Every so often, an artist is able to transcend music’s set genres and penetrate the hearts and minds of many. Inducted into the Rock And Roll Hall Of Fame in 1994 and considered one of the most prolific singer/songwriters to grace our eardrums, Bob Marley is one of these unique examples. Whether you’re an avid fan of Marley’s message or just receptive to the smile-inducing tracks that come on during a night out with friends, you’re likely to have been seduced by his music at one point or another!
Hitting television airwaves for the first time on Saturday at 9p.m. ET/PT, VH1 Rock Doc Marley will premiere on VH1. Filled not only with rare photos and never-before-seen footage of the star, the acclaimed documentary film also features music spanning Marley’s entire career. With the photo gallery and Spotify playlist below, follow along as you watch tomorrow night: in the order that they appear in the film, soak up the images and robust soundtrack that includes everything from recognizable Marley classics like “One Love” and “Three Little Birds” to lesser-known cuts like “Simmer Down” from his earlier days with the original Wailers, Bunny and Peter Tosh. Lighting up a spliff in the privacy of your own home is totally optional!
Before opening in select theaters on 4/20, Marley was first unveiled in an intimate screening at SXSW back in March. Now, with unprecedented support from the music icon’s family and close associates, the documentary on reggae singer/songwriter Bob Marley makes its long-awaited on-air debut this Saturday night at 9 p.m. ET/PT on VH1. For the first time, Marley’s story —his lifestyle, career, political impact, influences, and tragic battle with cancer— will be televised in rich detail, and for music-lovers and fans of history, this film is an insightful must-see, proving to humanize a man who Rolling Stone places at #11 on their 100 Greatest Artists of All Time.
The most recent addition to the Emmy award-winning VH1 Rock Doc arsenal, Marley opens in St. Ann, Jamaica where Robert “Bob” Nesta Marley was born. Fanatically drawn to music early on, Marley would soon team up with Neville “Bunny Wailer” Livingston and Peter Tosh to form their band, The Wailers, helping to usher-in upbeat-rhythm Reggae music as it evolved from Ska in the Jamaican music hub of Kingston. An array of archival photos help director Kevin Macdonald paint a picture of the legendary hit-maker’s humble youth; capturing the band’s creative process and Marley’s gradual ascent within the music industry, Marley also boasts rare-seen performance footage and insider interviews to shed light on the musician’s career spikes, spiritual vision and untimely death. As record producers, engineers, band-mates, and executives wax nostalgic on the dreadlock-donning international superstar, viewers are slowly immersed into Marley’s world; one where activism, the affections of women, and a competitive attitude all played a major role in the trajectory of his success.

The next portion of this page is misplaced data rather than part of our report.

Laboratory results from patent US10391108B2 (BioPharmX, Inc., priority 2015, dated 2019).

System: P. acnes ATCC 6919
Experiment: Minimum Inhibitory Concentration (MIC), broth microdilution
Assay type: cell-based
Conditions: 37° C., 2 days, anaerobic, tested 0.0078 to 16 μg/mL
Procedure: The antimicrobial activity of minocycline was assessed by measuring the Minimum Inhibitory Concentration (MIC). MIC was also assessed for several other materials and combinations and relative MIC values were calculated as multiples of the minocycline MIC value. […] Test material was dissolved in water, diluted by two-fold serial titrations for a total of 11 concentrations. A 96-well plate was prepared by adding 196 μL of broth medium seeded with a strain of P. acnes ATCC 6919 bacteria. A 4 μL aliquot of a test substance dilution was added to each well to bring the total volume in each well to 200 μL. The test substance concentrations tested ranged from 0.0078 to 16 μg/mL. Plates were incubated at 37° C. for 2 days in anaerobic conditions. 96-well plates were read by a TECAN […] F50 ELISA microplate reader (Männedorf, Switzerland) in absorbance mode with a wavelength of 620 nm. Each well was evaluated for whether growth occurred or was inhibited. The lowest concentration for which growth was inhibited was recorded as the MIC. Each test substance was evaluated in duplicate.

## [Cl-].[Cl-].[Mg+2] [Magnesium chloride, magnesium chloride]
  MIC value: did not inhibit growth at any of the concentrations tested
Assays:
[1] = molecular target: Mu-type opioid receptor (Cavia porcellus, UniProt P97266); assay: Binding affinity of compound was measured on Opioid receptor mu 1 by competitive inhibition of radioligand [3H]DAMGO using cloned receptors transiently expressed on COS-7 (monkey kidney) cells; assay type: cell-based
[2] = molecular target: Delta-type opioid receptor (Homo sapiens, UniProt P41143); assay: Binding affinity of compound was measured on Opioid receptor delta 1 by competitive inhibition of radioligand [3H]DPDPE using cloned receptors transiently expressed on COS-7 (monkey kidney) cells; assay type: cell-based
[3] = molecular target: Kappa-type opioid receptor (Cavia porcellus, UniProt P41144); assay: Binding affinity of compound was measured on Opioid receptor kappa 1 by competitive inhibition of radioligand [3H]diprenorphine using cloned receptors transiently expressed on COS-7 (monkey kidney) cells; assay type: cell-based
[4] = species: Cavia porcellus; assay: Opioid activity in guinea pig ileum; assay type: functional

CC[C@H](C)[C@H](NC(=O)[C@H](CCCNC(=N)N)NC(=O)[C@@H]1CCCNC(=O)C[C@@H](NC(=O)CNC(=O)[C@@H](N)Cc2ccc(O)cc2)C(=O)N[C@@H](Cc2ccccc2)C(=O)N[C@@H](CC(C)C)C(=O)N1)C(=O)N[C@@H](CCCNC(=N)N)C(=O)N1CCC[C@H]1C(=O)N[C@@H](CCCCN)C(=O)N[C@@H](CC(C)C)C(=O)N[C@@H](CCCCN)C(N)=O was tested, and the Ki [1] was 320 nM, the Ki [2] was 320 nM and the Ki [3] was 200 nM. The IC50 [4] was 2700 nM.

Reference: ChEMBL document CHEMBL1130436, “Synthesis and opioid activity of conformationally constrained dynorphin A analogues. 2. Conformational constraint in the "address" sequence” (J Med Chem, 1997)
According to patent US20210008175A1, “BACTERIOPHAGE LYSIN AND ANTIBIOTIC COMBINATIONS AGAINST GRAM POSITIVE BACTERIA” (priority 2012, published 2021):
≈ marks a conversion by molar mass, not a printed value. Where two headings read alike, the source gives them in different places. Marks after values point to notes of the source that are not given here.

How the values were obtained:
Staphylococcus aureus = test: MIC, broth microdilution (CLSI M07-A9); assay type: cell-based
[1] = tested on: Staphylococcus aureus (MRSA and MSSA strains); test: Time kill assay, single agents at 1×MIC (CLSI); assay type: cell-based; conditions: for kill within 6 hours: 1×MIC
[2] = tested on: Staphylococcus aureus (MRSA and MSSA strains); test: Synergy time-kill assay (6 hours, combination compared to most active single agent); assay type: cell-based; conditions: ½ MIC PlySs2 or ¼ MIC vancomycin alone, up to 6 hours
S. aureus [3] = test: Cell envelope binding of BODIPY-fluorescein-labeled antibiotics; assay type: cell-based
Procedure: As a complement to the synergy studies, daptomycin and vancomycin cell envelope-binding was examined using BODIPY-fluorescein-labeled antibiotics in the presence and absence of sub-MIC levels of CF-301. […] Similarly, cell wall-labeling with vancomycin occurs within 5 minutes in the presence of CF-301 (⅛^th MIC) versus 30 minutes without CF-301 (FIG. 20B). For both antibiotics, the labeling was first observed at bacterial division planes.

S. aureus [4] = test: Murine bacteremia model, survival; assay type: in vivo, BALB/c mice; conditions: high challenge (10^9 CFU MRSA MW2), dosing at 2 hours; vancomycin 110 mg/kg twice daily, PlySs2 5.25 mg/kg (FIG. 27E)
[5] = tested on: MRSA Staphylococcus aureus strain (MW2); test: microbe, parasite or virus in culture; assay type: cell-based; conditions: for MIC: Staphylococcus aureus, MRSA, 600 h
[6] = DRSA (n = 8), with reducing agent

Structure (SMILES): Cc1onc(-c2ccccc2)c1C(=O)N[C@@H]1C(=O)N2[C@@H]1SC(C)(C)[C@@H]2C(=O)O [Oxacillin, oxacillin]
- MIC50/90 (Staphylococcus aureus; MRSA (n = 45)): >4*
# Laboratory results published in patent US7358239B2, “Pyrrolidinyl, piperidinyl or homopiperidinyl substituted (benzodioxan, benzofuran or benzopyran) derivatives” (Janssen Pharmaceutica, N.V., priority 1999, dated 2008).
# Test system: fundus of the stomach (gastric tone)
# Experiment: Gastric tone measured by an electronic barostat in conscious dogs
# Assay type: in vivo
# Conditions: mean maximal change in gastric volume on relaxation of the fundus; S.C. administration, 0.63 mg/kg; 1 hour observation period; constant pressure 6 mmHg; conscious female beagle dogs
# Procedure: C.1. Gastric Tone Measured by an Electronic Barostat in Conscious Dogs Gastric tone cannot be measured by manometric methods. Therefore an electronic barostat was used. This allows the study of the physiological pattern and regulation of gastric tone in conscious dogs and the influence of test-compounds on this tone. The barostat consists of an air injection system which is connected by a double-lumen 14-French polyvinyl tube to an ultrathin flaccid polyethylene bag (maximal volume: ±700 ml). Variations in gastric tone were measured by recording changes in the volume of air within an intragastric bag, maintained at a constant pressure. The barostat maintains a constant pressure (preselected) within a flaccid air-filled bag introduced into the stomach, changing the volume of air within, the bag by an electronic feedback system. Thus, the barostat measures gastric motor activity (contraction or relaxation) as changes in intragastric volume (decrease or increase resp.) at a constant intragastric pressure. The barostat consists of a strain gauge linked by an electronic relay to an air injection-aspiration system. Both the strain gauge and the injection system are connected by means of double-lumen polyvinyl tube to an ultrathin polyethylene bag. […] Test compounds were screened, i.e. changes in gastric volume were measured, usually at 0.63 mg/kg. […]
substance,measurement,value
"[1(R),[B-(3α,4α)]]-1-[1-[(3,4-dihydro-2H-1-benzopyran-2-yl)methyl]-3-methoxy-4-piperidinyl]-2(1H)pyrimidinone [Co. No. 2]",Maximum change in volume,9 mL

While it will still be another 18 months or so until Twilight-mania finally subsides, the next big franchise poised to gobble up the disposable income of America’s rabid teenage girl fanbase will almost certainly be The Hunger Games¹. There is currently a film adaptation in the works, and it is scheduled to hit theaters next March. Earlier today, The Hollywood Reporter landed the scoop that there will be not one but TWO soundtrack albums produced for the Lionsgate film. One will feature the instrumental score co-composed by Grammy-winning soundtrack maestros T. Bone Burnett and Danny Elfman, while the other will feature “collections of the songs featured in the film and songs directly influenced by the themes — freedom, rebellion, survival, family — and subject matter of the film.” No specific artists have been announced yet, but we’re not going to let a silly thing like that stop us from speculating about the contents of said soundtrack. Here is the The Hunger Games soundtrack tracklisting … of our dreams.
(And if you’re into this sort of thing, check out The Hunger Games Soundtrack (Of Our Dreams) on Spotify.)
1) Temple Of The Dog, “Hunger Strike”
2) Lenny Kravitz, “Always On The Run”
3) Eric Carmen, “Hungry Eyes”
4) Weird Al Yankovic, “Eat It”
5) The Clash, “Career Opportunities”
6) Duran Duran, “Hungry Like The Wolf”
7) The Postal Service, “The District Sleeps Alone Tonight”
In honor of Bob Dylan‘s 70th birthday on May 24th, Rolling Stone has compiled a heap of birthday coverage today, including a feature in which ten artists reflect on their favorite Dylan songs. The one surprise in the set?and the only post-1975 Dylan song selected?is “Not Dark Yet,” from 1997′s Time Out of Mind, selected by none other than Marcus Mumford. Read more…